A Description of Shag Dance
This is a 6 beat form of dancing that would be similar to the 6 beat forms of Retro Swing we see today using [Step Step] [Kick Step] [Kick Step] types of step patterns.
Shag Dance Music
Two bands stand out when talking about shag: the Chairmen of the Board and the Tams. You may know the first band from their 1970 hit "Give Me Just A Little More Time" and the latter from their 1962 hit "What Kind Of Fool Do You Think I Am" (later covered by Bill Deal and the Rhondells in a more uptempo version that's also prized amongst the faithful). This kind of slow and sexy soul set the stage for the shag music genre, but other later (and earlier!) hits also qualify.
History of Shag Dance
Ground zero for the shag phenomenon has always been Myrtle Beach, South Carolina, where "jitterbugs" swing-danced at open-air beach parties during the Thirties and Forties. This was one of the first examples of African-American culture bleeding over into the mainstream: white college kids would routinely visit racially segregated dances, pick up the moves, and bring them back to the beach. In addition, these kids pushed hard for local radio stations to play rhythm and blues as soundtrack for their party, creating a movement so sturdy that there are still radio stations in the Carolinas with "beach music" playlists. Billy Jeffers and "Chicken" Hicks are two of the main shaggers credited with developing the dances we know now, helping to slow down the tempo of the original jitterbug and incorporate sexier, looser movements into it. The phenomenon faded in the Seventies, enjoyed an early-Eighties renaissance, faltered again slightly when clubs began restricting those under 21, and flourished again in the Nineties. Today, shag is an established segment of Southern culture. Indeed, the basic dance is now the official dance of the state of South Carolina.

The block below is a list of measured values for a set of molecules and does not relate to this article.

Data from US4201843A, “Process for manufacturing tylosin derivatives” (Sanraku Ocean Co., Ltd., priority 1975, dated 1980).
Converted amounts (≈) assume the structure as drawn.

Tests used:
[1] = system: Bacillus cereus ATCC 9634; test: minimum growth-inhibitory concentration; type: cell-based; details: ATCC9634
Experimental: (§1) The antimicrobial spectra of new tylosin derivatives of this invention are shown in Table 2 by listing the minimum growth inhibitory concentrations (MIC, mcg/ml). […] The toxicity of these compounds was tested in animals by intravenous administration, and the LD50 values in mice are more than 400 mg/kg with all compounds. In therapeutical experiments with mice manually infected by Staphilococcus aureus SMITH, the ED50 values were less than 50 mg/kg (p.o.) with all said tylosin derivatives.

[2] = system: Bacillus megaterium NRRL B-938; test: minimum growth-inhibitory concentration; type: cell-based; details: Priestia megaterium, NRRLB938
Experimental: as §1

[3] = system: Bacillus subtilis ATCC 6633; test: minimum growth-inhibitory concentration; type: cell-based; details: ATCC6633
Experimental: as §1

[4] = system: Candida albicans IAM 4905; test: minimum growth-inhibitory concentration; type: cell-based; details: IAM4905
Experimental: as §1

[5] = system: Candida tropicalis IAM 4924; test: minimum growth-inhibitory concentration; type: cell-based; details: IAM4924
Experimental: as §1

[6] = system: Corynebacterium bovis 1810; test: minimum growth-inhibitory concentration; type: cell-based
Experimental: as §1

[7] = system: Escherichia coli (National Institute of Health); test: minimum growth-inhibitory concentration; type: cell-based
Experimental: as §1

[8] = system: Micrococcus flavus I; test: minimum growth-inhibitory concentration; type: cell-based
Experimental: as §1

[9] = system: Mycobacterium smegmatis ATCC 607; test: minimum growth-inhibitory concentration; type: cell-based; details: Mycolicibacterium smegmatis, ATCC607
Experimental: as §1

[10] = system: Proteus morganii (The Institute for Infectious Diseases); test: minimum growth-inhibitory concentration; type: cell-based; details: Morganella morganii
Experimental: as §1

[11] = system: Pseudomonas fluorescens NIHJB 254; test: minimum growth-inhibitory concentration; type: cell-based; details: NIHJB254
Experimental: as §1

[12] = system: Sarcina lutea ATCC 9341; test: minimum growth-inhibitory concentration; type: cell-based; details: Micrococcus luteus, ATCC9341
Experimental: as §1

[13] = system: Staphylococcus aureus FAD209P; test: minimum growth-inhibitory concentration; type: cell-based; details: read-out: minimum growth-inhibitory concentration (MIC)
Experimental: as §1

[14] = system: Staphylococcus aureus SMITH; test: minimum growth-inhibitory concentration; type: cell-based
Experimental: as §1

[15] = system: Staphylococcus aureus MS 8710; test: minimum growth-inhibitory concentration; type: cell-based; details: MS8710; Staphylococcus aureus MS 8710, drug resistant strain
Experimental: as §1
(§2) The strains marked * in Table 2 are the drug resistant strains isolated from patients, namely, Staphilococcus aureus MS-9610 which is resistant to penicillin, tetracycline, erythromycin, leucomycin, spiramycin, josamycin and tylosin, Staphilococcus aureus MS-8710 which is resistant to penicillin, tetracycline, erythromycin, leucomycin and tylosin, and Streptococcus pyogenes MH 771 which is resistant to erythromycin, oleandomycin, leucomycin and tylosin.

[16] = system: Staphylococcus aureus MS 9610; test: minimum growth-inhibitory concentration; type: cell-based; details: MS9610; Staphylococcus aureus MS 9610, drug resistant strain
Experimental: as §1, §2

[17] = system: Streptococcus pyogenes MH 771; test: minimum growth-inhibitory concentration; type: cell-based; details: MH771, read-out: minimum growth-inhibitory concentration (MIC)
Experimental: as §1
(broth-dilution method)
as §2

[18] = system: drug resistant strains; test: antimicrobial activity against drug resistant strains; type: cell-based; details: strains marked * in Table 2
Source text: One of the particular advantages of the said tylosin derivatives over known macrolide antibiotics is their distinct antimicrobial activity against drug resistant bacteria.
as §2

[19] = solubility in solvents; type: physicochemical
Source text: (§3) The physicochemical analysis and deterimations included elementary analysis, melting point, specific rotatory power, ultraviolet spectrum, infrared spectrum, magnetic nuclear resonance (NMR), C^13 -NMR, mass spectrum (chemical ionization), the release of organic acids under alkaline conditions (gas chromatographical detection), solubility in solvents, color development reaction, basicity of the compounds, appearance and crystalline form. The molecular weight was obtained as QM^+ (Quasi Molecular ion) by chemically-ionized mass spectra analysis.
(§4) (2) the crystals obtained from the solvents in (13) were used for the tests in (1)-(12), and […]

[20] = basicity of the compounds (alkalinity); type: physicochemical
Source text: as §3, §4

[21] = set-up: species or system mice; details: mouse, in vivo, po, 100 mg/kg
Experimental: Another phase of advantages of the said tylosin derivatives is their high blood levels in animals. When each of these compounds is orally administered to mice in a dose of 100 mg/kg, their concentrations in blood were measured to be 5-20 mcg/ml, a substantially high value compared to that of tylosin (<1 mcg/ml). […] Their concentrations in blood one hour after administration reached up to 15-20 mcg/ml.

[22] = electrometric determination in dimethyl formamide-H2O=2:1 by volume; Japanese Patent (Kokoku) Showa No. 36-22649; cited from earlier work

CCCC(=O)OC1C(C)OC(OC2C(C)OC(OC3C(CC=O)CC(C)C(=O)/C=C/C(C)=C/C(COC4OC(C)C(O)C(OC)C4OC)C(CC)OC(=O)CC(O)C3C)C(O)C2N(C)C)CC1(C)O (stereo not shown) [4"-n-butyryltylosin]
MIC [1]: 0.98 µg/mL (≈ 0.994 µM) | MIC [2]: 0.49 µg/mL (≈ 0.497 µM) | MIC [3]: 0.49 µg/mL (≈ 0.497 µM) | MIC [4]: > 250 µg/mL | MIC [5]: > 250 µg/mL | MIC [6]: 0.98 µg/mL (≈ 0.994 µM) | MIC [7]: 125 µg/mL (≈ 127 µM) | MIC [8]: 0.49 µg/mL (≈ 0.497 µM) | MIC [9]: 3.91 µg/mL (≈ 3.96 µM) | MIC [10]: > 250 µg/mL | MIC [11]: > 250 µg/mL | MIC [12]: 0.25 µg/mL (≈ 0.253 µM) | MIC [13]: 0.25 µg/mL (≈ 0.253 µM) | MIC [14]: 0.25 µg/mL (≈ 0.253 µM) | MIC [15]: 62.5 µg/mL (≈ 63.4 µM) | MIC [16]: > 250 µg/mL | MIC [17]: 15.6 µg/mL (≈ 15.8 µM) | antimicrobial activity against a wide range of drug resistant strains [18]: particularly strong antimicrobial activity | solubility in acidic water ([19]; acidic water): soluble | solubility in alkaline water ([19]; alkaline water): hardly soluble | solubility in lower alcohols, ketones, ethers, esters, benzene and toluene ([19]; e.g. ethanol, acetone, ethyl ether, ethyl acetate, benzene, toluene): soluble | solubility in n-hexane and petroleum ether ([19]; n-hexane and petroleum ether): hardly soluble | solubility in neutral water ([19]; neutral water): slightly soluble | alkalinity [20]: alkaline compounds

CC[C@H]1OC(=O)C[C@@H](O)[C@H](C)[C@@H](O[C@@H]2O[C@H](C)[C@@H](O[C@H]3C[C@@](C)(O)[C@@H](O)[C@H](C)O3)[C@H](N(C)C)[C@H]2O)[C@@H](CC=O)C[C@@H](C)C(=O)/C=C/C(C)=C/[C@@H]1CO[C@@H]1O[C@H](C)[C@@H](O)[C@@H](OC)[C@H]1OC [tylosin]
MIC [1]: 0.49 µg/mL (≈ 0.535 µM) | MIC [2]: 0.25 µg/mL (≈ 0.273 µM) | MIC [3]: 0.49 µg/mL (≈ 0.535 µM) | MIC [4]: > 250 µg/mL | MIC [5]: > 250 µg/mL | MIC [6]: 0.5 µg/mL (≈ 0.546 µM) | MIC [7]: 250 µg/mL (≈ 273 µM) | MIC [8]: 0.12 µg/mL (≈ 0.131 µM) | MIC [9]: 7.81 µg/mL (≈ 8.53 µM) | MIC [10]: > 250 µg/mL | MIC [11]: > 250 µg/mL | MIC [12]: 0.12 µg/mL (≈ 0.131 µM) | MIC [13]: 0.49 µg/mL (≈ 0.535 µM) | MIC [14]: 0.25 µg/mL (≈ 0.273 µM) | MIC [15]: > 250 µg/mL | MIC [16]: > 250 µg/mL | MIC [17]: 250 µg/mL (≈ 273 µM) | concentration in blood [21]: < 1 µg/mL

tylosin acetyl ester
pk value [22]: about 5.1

Common Beginner's Mistakes
Common Intermediate Mistakes:
Common Advanced Mistakes:
Click Here for the Collegiate Shag Wikipedia Article
Click Here for the St. Louis Shag Wikipedia Article